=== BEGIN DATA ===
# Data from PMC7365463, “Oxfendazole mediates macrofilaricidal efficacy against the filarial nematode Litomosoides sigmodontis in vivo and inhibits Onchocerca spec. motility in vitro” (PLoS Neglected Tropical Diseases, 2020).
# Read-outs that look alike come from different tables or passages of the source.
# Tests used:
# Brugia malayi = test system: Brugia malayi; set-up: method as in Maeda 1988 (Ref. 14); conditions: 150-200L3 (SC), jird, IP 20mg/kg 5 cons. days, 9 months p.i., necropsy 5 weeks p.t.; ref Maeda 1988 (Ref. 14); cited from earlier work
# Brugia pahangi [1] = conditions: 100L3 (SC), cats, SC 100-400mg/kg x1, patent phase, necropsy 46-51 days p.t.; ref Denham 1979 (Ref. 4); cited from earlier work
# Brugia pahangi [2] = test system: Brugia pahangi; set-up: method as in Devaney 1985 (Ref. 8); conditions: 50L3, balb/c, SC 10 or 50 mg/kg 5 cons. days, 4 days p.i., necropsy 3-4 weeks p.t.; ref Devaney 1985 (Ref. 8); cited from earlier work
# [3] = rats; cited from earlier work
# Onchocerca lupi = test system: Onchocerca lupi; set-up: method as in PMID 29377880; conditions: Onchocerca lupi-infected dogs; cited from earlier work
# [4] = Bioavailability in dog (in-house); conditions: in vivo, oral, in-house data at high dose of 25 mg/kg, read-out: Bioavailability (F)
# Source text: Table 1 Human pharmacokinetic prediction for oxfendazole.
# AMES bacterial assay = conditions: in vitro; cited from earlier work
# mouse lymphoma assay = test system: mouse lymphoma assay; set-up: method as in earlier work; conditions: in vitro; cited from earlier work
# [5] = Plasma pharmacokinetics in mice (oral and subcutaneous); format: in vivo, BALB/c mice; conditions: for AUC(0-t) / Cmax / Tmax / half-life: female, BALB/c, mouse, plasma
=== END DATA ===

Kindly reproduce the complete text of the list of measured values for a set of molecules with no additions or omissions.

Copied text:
# Data from PMC7365463, “Oxfendazole mediates macrofilaricidal efficacy against the filarial nematode Litomosoides sigmodontis in vivo and inhibits Onchocerca spec. motility in vitro” (PLoS Neglected Tropical Diseases, 2020).
# Read-outs that look alike come from different tables or passages of the source.
# Tests used:
# Brugia malayi = test system: Brugia malayi; set-up: method as in Maeda 1988 (Ref. 14); conditions: 150-200L3 (SC), jird, IP 20mg/kg 5 cons. days, 9 months p.i., necropsy 5 weeks p.t.; ref Maeda 1988 (Ref. 14); cited from earlier work
# Brugia pahangi [1] = conditions: 100L3 (SC), cats, SC 100-400mg/kg x1, patent phase, necropsy 46-51 days p.t.; ref Denham 1979 (Ref. 4); cited from earlier work
# Brugia pahangi [2] = test system: Brugia pahangi; set-up: method as in Devaney 1985 (Ref. 8); conditions: 50L3, balb/c, SC 10 or 50 mg/kg 5 cons. days, 4 days p.i., necropsy 3-4 weeks p.t.; ref Devaney 1985 (Ref. 8); cited from earlier work
# [3] = rats; cited from earlier work
# Onchocerca lupi = test system: Onchocerca lupi; set-up: method as in PMID 29377880; conditions: Onchocerca lupi-infected dogs; cited from earlier work
# [4] = Bioavailability in dog (in-house); conditions: in vivo, oral, in-house data at high dose of 25 mg/kg, read-out: Bioavailability (F)
# Source text: Table 1 Human pharmacokinetic prediction for oxfendazole.
# AMES bacterial assay = conditions: in vitro; cited from earlier work
# mouse lymphoma assay = test system: mouse lymphoma assay; set-up: method as in earlier work; conditions: in vitro; cited from earlier work
# [5] = Plasma pharmacokinetics in mice (oral and subcutaneous); format: in vivo, BALB/c mice; conditions: for AUC(0-t) / Cmax / Tmax / half-life: female, BALB/c, mouse, plasma